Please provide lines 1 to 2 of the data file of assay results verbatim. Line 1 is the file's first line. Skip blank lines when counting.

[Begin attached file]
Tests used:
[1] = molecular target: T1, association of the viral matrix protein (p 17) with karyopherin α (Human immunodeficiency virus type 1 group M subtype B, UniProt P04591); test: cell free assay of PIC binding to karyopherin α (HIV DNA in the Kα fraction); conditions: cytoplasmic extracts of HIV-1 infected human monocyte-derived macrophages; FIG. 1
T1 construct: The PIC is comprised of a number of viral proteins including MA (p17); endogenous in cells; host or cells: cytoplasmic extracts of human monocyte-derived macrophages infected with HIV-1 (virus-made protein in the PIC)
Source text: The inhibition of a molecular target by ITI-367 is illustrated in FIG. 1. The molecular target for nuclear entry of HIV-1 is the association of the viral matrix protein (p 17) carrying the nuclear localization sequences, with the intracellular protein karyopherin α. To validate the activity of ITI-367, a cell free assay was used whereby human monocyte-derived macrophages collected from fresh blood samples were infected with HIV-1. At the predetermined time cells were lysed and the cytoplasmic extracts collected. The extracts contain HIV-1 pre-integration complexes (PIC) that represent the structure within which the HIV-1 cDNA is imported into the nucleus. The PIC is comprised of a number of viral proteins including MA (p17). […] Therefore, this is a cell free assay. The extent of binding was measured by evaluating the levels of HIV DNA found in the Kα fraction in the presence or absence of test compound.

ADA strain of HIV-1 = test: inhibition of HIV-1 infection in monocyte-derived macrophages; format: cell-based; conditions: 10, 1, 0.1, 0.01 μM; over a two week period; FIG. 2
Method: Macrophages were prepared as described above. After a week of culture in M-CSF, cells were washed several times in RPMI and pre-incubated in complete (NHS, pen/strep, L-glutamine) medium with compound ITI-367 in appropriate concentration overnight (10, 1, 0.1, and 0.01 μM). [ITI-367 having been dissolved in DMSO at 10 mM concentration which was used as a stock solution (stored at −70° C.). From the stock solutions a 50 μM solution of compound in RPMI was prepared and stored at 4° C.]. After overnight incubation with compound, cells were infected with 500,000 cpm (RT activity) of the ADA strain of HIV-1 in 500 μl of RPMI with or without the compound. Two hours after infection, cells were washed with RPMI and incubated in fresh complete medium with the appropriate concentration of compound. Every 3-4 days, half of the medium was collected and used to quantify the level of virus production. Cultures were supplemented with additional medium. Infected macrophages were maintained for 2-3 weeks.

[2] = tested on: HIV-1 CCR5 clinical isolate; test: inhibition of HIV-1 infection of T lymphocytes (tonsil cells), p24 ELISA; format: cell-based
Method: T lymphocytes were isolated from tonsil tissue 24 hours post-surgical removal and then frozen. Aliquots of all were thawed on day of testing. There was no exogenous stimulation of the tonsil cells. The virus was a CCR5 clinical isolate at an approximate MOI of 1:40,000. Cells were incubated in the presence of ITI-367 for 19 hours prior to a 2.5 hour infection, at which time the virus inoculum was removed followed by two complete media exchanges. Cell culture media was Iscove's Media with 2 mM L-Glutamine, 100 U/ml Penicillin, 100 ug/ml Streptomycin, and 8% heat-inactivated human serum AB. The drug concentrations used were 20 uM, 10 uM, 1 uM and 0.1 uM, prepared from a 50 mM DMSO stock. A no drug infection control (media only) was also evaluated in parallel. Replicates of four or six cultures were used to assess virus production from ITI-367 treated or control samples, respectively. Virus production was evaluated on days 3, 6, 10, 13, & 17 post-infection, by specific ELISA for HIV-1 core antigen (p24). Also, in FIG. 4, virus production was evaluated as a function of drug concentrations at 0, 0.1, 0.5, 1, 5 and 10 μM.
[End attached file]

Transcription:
Tests used:
[1] = molecular target: T1, association of the viral matrix protein (p 17) with karyopherin α (Human immunodeficiency virus type 1 group M subtype B, UniProt P04591); test: cell free assay of PIC binding to karyopherin α (HIV DNA in the Kα fraction); conditions: cytoplasmic extracts of HIV-1 infected human monocyte-derived macrophages; FIG. 1